Due to its effectiveness, it has been used by companies such as Microsoft, Tesla and Instagram in some of their apps, since it allows the applications created with it to be executed on both Android and iOS without having two separate projects in two different programming languages.
Code reusability: React Native's ability to reuse code for two platforms results in less development time and makes it easier to quickly publish updates.
An extensive development community: since React's native components are open source, it opens up the possibility of having many more updates and finding more information about the platform.
Developing with React Native is low cost: being a cross-platform framework, the cost of developing an application with it is lower than doing it with another technology. You don't need two separate teams to handle Android and iOS, even if you already use React on the web you already have an approach to mobile development.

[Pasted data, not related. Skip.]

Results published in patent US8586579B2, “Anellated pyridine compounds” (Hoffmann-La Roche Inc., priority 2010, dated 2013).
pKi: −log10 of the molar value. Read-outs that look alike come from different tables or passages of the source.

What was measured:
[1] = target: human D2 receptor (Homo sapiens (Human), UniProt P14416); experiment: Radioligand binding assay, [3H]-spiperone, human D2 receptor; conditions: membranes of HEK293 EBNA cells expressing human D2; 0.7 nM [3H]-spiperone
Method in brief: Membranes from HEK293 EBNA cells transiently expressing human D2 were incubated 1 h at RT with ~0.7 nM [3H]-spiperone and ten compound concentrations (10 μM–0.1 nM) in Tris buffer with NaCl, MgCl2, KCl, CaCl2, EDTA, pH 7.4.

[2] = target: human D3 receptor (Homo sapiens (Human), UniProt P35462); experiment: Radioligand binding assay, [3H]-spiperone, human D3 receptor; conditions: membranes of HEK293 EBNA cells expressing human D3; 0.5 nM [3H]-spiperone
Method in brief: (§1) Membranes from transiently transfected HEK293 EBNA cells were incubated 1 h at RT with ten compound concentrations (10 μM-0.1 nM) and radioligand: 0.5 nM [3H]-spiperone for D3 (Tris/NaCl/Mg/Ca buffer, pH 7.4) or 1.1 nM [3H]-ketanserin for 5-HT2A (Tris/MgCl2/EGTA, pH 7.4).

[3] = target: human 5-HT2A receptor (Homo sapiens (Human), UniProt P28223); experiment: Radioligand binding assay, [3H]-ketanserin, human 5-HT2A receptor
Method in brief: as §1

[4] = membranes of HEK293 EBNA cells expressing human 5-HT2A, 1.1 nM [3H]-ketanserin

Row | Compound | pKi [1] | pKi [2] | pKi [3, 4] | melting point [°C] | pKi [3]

Performance similar to native: React Native by not converting the code and connecting to native components, achieves a performance similar to apps created by Java or Swift, this means that the speed of the app is not affected in the multiplatform development process.
Lacks some custom modules: Even though React Native was created several years ago, it still lacks some custom modules. Sometimes when some functionality is needed that is not yet supported, three separate code bases may need to be run: one for React Native, one for Android, and one for iOS, rather than just one.
Compatibility and Debugging Issues: Despite being used by large technology companies, React Native is still in a testing phase, which in practice means that developers may have problems with package compatibility or debugging tools.